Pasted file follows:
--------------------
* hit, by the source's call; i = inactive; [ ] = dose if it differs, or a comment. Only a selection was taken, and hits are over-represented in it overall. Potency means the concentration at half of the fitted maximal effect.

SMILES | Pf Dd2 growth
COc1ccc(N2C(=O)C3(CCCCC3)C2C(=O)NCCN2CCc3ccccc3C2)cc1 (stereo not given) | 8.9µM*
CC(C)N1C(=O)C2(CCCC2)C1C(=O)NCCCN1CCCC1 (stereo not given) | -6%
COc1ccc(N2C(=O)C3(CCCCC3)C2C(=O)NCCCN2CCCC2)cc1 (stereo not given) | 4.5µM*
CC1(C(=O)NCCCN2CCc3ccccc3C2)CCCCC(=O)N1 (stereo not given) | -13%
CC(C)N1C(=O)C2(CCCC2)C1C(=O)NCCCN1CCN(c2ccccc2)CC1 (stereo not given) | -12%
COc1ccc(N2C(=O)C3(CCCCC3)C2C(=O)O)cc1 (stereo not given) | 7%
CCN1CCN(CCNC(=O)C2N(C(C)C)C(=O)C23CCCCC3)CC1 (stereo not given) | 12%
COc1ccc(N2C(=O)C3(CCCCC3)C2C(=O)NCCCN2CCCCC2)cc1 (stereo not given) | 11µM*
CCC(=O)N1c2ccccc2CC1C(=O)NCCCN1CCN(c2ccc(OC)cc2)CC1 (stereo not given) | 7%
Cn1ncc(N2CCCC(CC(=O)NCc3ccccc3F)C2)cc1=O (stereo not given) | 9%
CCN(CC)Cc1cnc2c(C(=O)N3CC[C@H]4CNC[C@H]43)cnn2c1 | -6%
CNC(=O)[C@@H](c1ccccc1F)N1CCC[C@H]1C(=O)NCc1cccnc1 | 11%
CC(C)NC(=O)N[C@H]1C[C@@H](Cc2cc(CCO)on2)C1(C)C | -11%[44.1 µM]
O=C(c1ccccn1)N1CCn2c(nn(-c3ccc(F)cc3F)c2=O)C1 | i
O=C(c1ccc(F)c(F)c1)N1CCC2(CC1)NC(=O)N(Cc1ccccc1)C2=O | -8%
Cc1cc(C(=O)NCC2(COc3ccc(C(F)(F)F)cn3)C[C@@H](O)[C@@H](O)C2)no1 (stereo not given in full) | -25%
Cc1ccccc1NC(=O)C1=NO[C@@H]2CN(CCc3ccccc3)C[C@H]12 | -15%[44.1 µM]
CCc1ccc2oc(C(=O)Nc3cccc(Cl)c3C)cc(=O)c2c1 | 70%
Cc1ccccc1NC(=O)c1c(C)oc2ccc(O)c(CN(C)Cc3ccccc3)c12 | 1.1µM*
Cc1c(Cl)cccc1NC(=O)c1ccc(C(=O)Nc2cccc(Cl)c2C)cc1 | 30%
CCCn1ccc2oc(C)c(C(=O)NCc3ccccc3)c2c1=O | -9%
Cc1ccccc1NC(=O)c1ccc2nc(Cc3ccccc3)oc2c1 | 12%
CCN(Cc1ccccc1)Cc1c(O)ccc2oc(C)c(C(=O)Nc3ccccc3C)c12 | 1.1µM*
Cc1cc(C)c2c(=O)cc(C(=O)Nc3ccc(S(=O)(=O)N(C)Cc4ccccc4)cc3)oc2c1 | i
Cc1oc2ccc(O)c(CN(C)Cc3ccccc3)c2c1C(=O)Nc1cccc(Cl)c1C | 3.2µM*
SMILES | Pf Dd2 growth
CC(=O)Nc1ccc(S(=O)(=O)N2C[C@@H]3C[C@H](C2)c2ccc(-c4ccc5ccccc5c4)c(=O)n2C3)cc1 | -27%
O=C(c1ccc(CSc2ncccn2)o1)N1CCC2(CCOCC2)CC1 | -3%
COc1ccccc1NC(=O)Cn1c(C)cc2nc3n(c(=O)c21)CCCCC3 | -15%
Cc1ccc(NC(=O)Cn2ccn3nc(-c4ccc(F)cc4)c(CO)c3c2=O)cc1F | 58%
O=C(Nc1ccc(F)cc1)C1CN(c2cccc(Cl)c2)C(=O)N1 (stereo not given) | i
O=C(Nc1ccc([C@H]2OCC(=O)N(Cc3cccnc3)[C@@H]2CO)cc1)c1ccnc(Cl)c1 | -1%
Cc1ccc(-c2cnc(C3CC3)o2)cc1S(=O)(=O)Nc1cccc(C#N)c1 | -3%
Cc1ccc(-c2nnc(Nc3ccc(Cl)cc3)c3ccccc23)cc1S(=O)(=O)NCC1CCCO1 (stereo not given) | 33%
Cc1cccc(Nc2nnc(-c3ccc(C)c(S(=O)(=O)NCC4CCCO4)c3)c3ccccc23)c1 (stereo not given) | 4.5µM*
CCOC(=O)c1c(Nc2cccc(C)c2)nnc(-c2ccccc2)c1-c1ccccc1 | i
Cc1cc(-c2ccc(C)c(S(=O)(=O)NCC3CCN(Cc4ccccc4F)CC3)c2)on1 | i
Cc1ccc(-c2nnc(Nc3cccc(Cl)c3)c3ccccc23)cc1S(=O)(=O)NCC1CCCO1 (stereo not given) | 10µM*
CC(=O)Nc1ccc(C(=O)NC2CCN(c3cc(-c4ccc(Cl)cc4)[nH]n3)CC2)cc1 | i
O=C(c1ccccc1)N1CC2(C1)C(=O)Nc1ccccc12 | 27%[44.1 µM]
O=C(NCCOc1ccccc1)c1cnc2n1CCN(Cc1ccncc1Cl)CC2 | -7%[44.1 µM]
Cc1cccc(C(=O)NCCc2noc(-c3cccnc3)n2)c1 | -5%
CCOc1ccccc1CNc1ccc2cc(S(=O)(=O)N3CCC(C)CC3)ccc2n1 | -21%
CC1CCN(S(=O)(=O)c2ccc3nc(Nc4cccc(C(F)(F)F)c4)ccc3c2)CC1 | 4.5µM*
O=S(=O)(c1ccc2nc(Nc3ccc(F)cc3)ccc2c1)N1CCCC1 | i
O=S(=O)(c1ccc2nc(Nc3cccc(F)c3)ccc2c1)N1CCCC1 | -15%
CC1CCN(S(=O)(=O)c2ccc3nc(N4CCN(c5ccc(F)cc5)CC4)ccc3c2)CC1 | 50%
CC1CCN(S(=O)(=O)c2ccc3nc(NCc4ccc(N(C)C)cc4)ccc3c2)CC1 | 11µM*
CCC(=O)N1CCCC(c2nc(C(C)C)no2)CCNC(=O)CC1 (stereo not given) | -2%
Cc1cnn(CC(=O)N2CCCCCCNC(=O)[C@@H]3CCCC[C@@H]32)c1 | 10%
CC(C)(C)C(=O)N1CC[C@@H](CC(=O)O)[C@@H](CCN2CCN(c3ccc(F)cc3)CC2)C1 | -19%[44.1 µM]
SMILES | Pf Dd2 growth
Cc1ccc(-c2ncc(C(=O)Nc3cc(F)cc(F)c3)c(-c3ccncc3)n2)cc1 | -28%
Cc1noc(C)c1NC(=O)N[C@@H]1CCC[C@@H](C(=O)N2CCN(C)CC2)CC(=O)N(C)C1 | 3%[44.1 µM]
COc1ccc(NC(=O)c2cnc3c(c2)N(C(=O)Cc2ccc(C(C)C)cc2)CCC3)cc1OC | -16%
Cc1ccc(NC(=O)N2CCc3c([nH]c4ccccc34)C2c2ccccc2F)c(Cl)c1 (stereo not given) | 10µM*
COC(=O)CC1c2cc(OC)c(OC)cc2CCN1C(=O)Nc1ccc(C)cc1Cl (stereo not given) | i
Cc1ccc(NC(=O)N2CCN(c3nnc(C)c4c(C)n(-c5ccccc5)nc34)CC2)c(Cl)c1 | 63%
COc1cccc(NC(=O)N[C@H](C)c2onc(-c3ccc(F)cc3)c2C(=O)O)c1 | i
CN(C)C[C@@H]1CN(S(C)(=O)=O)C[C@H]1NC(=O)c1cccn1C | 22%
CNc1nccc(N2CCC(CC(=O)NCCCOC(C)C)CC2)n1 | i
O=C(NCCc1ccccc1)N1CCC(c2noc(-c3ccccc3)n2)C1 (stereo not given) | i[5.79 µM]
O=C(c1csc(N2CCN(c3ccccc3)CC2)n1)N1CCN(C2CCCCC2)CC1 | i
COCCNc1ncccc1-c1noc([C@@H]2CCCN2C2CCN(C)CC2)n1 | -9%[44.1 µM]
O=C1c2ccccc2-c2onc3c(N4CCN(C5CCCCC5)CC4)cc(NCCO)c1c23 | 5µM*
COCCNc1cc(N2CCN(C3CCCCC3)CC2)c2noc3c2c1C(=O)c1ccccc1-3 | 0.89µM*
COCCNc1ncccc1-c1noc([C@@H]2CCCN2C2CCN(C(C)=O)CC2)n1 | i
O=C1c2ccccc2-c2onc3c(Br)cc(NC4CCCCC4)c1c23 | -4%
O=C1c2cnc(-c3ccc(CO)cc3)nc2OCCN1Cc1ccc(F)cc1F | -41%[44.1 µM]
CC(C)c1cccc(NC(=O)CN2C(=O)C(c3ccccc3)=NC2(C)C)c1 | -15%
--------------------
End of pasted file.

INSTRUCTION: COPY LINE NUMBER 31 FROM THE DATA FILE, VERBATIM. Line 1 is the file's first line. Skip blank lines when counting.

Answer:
COc1ccccc1NC(=O)Cn1c(C)cc2nc3n(c(=O)c21)CCCCC3 | -15%